Don't spend money on the latest trick slicks for school, get a reasonably fresh set of used tires- these will last longer and you will find they are more predictable. (Meaning, they won't stick like snot until the last .0001g and then throw you into the wall completely out of control with no chance of recovery.) Don't use tires that are so old or of a non-competitive brand that you become accustomed to no adhesion so when you get decent tires you're afraid to take them to the limit. Have full depth rain tires. (This appeases the Gods and means it won't rain.) If it does, be smart - slow down. The best advice here is you can't drift in the rain and braking should only be done in the straight. To prevent loosing acceleration adhesion, go up a gear so less torque is applied to the wheels. Brake as though there was a raw egg on the pedal. Rain racing is fun - just at a slower speed! If you forgot anti-fog for your visor borrow a cigarette, wet it, and rub on the inside.The nicotine will prevent fogging up.

Finally, take plenty of "pit" clothing for both the cold morning and hot afternoon - including a pair of moccasins to slip in and out of. Also, the one thing I always forget is enough rags. (Paper towels are handy too.) A water spray bottle is handy for cleaning visors, and to use as a "shower" for face and underarms after a hot session.

SCHOOL DAYS . . .
The night before your first track session get a good night's sleep. Concentration is a must. Walk the track and observe the "dark line." Know the turn-in, breaking, and shift points before your first on-track session. Any driver will feel honored to have you ask his opinion, but never believe everything he says. (Believe me, he breaks 50 feet sooner, uses third instead of fourth gear in "Kamikaze corner," and lifts when he says "flat out" (but his ego will not allow him to say so). When your instructor says, "brake here," add 100 feet the first time. Then, and only then, brake ONE foot deeper each and every lap thereafter until you feel uncomfortable. Keep this braking point until you're confident you can cut off another inch - then go by inches thereafter to the limit. This tip will allow you to learn the line, eliminate "brown underwear" syndrome, and make you the fastest driver by the end of school. The idea is to learn progressively. Don't try to be the fastest driver the first time out. In 15 years of teaching I've learned, the fastest driver the first session always totals his car before school's end. Remember, you can not finish school if your super trick, full bore engine explodes.

Every circuit has one turn that has a huge runoff area and nothing to hit. (You can spin to your heart's desire.) This is the only turn where you want to learn the limits of your car. In order to learn to go fast reasonably safely, make this turn scare you more than the others. Then, when you finally do loose it in your learning curve all that happens is a red face and a dirty car. This need not be the fastest turn on the track, you can experience the same thrill in second gear as in fourth.

Check everything after each session. (You will be in a critique session with your instructor so you must leave this to a trusted crew member.) Gas up, set tire pressures and check fluids ASAP, don't wait for the start of the next session. I always leave my helmet, gloves and neck collar in the car, as nothing is more frustrating than trying to find them after the five minute pre grid warning.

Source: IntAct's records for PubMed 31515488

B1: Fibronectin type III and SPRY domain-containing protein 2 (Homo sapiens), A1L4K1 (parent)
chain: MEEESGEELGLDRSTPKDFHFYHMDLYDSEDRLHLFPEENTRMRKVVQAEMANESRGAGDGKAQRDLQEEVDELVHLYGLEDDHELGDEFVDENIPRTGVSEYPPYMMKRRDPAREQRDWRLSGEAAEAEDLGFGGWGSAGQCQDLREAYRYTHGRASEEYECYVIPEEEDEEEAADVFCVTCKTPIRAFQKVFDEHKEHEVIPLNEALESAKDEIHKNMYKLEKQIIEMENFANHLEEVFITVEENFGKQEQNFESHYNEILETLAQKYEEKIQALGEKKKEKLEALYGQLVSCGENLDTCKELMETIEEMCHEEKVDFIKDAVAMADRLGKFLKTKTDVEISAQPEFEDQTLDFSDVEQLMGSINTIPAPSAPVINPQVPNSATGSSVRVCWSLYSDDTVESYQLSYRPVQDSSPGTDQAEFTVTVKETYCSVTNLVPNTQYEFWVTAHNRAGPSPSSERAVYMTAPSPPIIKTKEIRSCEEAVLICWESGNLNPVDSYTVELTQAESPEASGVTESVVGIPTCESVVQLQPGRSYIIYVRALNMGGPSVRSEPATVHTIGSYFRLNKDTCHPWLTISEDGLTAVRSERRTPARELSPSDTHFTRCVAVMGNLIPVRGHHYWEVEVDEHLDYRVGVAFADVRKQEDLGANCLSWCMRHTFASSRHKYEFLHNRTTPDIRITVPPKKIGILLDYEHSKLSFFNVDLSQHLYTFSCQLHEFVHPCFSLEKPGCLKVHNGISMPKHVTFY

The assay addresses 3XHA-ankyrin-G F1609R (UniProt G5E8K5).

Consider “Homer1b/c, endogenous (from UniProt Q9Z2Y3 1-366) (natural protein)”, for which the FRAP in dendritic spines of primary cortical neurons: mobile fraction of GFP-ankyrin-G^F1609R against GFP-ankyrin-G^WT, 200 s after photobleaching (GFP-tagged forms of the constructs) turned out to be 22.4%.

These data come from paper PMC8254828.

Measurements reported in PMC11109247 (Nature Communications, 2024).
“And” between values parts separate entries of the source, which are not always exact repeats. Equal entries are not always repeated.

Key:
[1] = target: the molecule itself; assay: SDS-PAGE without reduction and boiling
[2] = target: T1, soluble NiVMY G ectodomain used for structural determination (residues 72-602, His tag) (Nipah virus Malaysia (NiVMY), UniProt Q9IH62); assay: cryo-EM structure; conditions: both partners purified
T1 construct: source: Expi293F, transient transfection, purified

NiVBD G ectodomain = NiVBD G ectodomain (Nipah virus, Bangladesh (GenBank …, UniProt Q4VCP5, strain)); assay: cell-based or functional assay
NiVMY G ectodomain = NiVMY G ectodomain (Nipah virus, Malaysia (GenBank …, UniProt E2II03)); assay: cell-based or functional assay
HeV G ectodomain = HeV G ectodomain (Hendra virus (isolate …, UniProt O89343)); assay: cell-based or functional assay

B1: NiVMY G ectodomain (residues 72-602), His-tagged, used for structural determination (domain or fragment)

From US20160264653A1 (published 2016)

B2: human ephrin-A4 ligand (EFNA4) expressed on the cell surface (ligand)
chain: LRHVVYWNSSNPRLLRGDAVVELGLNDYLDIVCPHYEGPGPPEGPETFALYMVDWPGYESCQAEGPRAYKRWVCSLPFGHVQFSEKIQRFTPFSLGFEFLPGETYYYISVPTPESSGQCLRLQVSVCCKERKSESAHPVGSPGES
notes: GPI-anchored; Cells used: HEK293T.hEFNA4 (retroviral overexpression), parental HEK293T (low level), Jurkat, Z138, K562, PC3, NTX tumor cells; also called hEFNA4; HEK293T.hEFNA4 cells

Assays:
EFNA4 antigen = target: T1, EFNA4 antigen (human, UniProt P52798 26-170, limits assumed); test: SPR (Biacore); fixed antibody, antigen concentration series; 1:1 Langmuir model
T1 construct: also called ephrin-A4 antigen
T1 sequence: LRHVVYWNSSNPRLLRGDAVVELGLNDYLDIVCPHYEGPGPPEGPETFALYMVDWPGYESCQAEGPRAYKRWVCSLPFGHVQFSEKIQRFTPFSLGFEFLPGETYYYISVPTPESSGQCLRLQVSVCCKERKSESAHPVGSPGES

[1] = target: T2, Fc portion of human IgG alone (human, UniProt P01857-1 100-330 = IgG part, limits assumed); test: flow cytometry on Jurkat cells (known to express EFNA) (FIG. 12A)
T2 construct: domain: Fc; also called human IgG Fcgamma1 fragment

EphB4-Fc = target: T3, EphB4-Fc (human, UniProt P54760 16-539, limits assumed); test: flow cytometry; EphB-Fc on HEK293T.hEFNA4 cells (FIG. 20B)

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Discussion Starter #3
ON A PERSONAL NOTE . . .
Take my hard-earned advice and always wear earplugs! After 25 years of racing (some of them in a rotary-engine car), I've reached middle age only to find out that I'm nearly deaf from race engines. After the fact, I've learned that every loud noise can degrade your hearing later in life. The condition is call "Tintinitis," a constant ringing in your ears that garbles normal conversation and creates an almost total inability to hear sounds above 3500 cps. This condition is not correctable by a hearing aid, nor is there currently any cure. The loss is cumulative with time and exposure and, it's irreversible! Earplugs can significantly reduce the damage and the danger of Tintinitis. So follow the simple instructions, Use them and keep your hearing!

Remember, everyone else is in the same learning curve you are and butterfly stomach is common, (you are not alone). Constipation from nerves will set in about three days before school begins. Eat plenty of apples, (you can't concentrate if you're full of s___). Do not wear underarm deodorant, your body keeps cool by sweating. Drink lots of fluids on hot days. Increased body temperature does strange things to the brain, and I believe accounts for a lot of late racing incidents caused by "brain fade." Another point - you can't concentrate with a full bladder and your lap belt cinched tight. Hit the outhouse 15 minutes before the start of every session. If you take a wife or girlfriend, let her know in advance you are there to learn. She is on her own to make friends with the other race widows, and is expected to be the number one gopher for parts, lunch and tools. My final advice is do not take children or pets, you will be irritable and have a short fuse.

You are joining the greatest group of people you'll ever hope to meet. I suggest you re-read this several times and then go have a ball!

Bob Booth, BELL Motorsports